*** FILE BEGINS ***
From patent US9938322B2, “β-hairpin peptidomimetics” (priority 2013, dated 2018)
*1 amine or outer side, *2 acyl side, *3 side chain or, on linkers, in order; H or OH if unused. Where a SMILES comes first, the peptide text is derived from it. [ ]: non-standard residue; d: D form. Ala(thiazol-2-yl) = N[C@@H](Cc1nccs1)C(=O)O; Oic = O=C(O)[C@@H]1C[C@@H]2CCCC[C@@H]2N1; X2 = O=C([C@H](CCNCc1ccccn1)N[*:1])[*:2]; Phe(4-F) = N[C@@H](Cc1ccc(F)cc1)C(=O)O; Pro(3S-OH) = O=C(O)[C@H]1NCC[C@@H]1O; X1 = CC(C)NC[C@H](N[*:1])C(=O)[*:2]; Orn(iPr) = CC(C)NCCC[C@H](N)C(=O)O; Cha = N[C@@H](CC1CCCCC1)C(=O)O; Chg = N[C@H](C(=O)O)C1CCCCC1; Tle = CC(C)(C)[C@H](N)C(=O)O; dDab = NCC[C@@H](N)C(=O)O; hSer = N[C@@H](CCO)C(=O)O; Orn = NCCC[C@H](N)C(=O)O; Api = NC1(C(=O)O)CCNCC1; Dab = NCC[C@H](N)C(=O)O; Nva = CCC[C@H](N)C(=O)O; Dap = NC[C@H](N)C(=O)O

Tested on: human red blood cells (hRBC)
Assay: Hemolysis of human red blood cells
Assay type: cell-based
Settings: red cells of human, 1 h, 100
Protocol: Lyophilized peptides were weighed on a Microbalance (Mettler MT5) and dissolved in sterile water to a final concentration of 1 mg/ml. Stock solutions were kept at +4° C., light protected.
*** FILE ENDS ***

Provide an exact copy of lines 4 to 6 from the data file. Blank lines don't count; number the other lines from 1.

Assay: Hemolysis of human red blood cells
Assay type: cell-based
Settings: red cells of human, 1 h, 100